Review: GANGNAM BLUES, A Gorgeously Overwrought Gangster Classic In The Making

Yoo Ha returns to gangster cinema and knocks it right out of the park with his latest, an evocative and immensely entertaining saga that pits a common tale of brotherhood and betrayal against a thrilling period setting mired in violence... More »
By Pierce Conran   
  

Review: WAVES, A Quietly Emotional Cross-Cultural Drama

In Don Gerardo Frasco's Waves, a seemingly idyllic island paradise in the Philippines unexpectedly turns into a battleground of mixed emotions for two friends-turned-secret-lovers desperately trying to revive a brief yet intense love affair that, at first sight, clearly falls... More »
By Patryk Czekaj   
  

Review: R100, An Intensely Intelligent And Witty Study Of Human Behavior

By the time Matsumoto Hitoshi made the move into feature films with his 2007 effort Big Man Japan, he was already a massive star in his native Japan, his television comedy work having firmly established Matsumoto as one of the... More »
By Todd Brown   
  

Review: THE DUKE OF BURGUNDY, Universal Truths About Mating Rituals

Starting off with what is undoubtedly the opening credit sequence of the year, Peter Strickland's The Duke of Burgundy never ceases to surprise and delight over its 100 minutes, offering a dry but meticulous humour and rhythm. Those credits, offering... More »
By Kurt Halfyard   
  

San Cristóbal De Las Casas 2015 Review: ALL OF ME, Focusing On The Human Side

All of Me (aka Llévate Mis Amores) is a documentary that deals with a well known subject - the illegal immigrants from Central America, recently portrayed in Diego Quemada-Diez's successful narrative film The Golden Dream - but that manages to... More »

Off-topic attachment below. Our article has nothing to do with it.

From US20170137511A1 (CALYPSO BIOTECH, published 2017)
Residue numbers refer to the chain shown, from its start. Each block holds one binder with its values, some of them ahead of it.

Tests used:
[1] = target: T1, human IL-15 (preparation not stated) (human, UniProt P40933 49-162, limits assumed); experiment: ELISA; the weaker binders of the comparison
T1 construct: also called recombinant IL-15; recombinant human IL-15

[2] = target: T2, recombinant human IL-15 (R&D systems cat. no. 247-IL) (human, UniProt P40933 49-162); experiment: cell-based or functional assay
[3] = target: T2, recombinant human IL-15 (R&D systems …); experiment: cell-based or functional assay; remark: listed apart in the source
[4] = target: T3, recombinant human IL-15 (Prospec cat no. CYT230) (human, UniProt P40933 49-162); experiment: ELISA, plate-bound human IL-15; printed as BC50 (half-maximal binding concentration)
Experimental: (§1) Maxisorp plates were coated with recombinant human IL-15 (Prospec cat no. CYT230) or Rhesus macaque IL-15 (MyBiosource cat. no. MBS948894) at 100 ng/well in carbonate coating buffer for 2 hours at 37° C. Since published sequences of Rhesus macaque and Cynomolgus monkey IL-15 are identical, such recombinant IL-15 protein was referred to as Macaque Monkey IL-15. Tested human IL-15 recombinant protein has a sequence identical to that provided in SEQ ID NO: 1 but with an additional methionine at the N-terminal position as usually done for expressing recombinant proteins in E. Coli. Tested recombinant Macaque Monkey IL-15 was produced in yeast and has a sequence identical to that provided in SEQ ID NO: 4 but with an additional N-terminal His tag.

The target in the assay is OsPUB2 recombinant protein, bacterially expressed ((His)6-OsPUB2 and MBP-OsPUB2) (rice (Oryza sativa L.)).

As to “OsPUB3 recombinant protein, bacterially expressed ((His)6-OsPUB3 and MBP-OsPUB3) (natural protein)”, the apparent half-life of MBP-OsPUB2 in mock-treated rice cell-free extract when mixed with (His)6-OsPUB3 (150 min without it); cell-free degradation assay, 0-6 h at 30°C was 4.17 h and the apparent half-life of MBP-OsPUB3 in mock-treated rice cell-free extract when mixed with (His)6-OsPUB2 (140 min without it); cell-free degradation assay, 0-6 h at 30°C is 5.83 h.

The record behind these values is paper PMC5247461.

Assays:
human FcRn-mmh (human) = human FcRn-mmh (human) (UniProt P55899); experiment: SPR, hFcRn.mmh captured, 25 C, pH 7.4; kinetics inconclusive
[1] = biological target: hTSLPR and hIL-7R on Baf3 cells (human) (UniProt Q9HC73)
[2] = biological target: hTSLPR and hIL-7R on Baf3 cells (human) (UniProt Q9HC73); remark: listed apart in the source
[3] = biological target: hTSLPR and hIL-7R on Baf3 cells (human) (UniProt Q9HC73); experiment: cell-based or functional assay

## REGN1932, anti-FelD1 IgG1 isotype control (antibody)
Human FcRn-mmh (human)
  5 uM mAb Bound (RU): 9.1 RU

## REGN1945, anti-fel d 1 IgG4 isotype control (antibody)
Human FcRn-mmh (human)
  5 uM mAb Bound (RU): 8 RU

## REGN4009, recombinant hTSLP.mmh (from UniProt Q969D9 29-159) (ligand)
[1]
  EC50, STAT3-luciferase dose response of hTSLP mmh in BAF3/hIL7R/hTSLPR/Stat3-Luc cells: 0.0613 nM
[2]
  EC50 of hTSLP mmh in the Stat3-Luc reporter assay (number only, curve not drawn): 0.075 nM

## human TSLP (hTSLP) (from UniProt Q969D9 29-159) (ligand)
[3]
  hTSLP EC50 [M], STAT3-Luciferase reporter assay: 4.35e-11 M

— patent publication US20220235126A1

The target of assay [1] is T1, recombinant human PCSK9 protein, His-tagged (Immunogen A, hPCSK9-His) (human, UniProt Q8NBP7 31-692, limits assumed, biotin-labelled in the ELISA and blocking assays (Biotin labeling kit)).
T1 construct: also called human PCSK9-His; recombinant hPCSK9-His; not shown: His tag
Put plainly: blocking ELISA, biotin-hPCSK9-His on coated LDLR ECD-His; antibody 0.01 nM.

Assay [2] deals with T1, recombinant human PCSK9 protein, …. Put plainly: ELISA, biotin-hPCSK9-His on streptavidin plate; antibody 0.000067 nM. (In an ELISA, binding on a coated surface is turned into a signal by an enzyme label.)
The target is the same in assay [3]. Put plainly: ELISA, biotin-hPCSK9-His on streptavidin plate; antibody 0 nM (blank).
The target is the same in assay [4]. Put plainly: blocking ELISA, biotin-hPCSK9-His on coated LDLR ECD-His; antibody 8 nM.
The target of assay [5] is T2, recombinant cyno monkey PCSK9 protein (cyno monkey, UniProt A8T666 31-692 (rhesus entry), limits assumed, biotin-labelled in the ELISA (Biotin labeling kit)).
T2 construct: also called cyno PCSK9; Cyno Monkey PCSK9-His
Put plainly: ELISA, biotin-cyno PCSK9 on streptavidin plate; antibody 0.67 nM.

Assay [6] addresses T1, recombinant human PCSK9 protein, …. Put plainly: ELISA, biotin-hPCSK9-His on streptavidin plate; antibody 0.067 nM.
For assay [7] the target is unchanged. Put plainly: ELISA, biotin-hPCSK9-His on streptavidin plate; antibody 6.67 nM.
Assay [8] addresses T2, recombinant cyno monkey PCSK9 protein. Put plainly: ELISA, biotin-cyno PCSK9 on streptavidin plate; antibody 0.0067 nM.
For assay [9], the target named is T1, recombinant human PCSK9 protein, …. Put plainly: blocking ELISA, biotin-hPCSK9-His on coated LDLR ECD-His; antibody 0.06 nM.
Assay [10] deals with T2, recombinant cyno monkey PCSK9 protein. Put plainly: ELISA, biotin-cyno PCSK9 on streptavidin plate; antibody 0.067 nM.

Review: EX_MACHINA Starts Strong, But Falls Into Cliché

Alex Garland has become known for some pretty great sci-fi screenplays, such as 28 Days Later, Sunshine and Dredd. So it seems only natural that he would eventually direct one of his own works. Ex_Machina has some great elements, such as... More »
  

Review: THE ROYAL TAILOR Spins A Colorful Period Yarn

Period dramas are all the rage in Korea at the moment, but while some have been setting records at the box office (such as Roaring Currents), not all have been successful. No film is a guaranteed hit but period productions... More »
By Pierce Conran   
  

San Cristóbal De Las Casas 2015 Review: In THE NAPTIME, Life Must Go On

It's not an easy task to make a documentary about such a controversial topic as the tragedy of the ABC daycare facility in northern Mexico, in which a fire caused the death of 49 children back in June 2009. With... More »
  

Review: CHRONICLE OF A BLOOD MERCHANT Favors Strong Cast Over Plot

Outside of indie cinema, actors directing themselves in leading roles are quite rare in Korean films, making Ha Jung-woo's Chronicle of a Blood Merchant something of an oddity. One of the country's biggest stars, Ha surrounds himself with a wealth... More »
By Pierce Conran   
  

Review: THE CON ARTISTS Aims Right Down the Middle And Is All The Better For It

There are many things we demand from films: good stories, strong characters, style... the list goes on. However, more than everything else, there is one thing people clamor for the most, particularly in its absence: originality. We readily point out clichés... More »
By Pierce Conran